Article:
Don’t Bother Me. I’m Socializing!

IT DOES BOTHER US when we see our friends checking their smartphones while having a conversation with us. Although people want to focus on a conversation, it is hard to ignore a series of notification alarms coming from their smartphones. It is reported that smartphone users receive an average of tens to hundreds of push notifications a day [1,2]. Despite its usefulness in immediate delivery of information, an untimely smartphone notification is considered a source of distraction and annoyance during social interactions.

(Left) Notifications interrupt an ongoing social interaction. (Right) Notifications are deferred to a breakpoint, in-between two activities, so that people are less interrupted by notifications.


TO ADDRESS THIS PROBLEM, we have proposed a novel notification management scheme, in which the smartphone defers notifications until an opportune moment during social interactions. A breakpoint [3] is a term originated from psychology that describes a unit of time in between two adjacent actions. The intuition is that there exist breakpoints in which notifications do not, if so minimally, interrupt a social interaction.

A screenshot of the video survey. Participants are asked to respond whether this moment is appropriate to receive a notification.

TO DISCOVER SUCH BREAKPOINTS, we devised a video survey in which participants watch a typical social interaction scenario and respond whether prompted moments in the video are appropriate moments to receive smartphone notifications. People responded that the following four types of breakpoints are appropriate breakpoints in a social interaction; (1) a long silence, (2) a user leaving the table, (3) others using smartphones, and (4) a user left alone.

Types of social context detected by SCAN.

BASED ON THE INSIGHTS FROM THE VIDEO SURVEY, we designed and implemented a Social Context-Aware smartphone Notification system, SCAN, that defers smartphone notifications until a breakpoint. SCAN is a mobile application that detects social context using only built-in sensors. It also works collaboratively with the rest of the group members’ smartphones to sense collocated members, conversation, and others’ smartphone use. SCAN then classifies a breakpoint based on the social context and decides whether to deliver or defer notifications.

SCAN HAS BEEN EVALUATED on ten groups of friends in a controlled setting. SCAN detects four target breakpoint types with high accuracy (precision= 92.0%, recall= 82.5%). Most participants appreciated the value of deferred notifications and found the selected breakpoints appropriate. Overall, we demonstrated that breakpoint-based smartphone notification management is a promising approach to reducing interruptions during social interactions.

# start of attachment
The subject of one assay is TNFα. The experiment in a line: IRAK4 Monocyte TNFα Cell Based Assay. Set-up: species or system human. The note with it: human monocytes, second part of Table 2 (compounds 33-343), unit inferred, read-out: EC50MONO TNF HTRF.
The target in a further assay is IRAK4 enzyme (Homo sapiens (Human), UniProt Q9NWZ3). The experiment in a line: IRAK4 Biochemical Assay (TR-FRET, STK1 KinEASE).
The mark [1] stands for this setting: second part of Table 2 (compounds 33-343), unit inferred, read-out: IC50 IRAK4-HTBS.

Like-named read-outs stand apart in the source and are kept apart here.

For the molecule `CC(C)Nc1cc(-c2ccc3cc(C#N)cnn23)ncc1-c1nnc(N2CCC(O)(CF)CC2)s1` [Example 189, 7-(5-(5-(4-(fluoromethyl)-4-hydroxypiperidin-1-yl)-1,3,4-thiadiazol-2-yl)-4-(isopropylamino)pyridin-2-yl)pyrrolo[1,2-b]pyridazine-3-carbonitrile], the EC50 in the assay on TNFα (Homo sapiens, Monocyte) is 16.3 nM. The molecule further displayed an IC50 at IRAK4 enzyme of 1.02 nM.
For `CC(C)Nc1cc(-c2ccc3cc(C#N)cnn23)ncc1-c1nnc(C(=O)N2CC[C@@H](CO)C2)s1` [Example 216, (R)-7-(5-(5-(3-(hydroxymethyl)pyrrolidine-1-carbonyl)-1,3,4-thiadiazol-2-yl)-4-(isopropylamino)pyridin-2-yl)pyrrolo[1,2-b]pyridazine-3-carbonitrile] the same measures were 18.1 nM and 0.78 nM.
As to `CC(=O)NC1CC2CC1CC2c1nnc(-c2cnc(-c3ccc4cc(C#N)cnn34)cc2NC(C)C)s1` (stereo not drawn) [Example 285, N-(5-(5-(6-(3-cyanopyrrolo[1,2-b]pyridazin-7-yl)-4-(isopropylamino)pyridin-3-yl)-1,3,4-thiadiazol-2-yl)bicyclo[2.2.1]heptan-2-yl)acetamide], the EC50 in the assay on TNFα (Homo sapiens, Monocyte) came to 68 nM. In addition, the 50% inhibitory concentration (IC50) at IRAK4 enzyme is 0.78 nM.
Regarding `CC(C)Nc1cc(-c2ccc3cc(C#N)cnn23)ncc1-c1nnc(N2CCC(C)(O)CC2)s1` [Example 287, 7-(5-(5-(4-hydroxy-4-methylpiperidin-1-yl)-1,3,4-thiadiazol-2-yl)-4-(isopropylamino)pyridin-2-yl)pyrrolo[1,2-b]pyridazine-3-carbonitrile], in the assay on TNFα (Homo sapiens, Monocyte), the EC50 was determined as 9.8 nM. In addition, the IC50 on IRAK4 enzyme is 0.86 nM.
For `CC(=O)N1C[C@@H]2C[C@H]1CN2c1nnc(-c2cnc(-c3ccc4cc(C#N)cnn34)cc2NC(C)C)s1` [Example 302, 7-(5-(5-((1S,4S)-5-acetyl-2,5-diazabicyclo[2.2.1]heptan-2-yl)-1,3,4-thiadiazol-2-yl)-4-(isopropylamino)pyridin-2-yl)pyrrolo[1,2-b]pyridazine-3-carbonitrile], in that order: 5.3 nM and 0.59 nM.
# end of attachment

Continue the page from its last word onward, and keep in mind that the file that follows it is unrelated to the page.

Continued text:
WE ARE CURRENTLY EXTENDING SCAN to apply it to various types of social interactions. We also aim to add personalized notification management and to address technical challenges such as system robustness and energy efficiency. Our ultimate goal is to release SCAN as an Android application in Google Play Store and help users to be less distracted by smartphone notifications during social interactions.

You can check out our CSCW 2017 paper to read about this work in more detail.  

“Don’t Bother Me. I’m Socializing!: A Breakpoint-Based Smartphone Notification System”. Proceedings of CSCW 2017. Chunjong Park, Junsung Lim, Juho Kim, Sung-Ju Lee, and Dongman Lee (KAIST)

[1]”An In-situ Study of Mobile Phone Notifications”. Proceedings of MobileHCI 2014. Martin Pielot, Karen Church, and Rodrigo de Oliveira.
[2] “Hooked on Smartphones: An Exploratory Study on Smartphone Overuse Among College Students”. Proceedings of CHI 2014. Uichin Lee, Joonwon Lee, Minsam Ko, Changhun Lee, Yuhwan Kim, Subin Yang, Koji Yatani, Gahgene Gweon, Kyong-Mee Chung, and Junehwa Song.
[3] “The perceptual organization of ongoing behavior”. Journal of Experimental Social Psychology 12, 5 (1976), 436–450. Darren Newtson and Gretchen Engquist.

About the author

Chunjong Park

Chunjong Park received his B.S. and M.S. degree in computer science from the Korea Advanced Institute of Science and Technology (KAIST) in 2015 and 2017, respectively. During his Master's studies, he worked with Prof. Sung-Ju. Lee, Prof. Juho Kim, Prof. Dongman Lee, and Prof. Junehwa Song. He will join the University of Washington in 2017 fall as a Ph.D. student. His research interests primarily lie in mobile computing and human-computer interaction.

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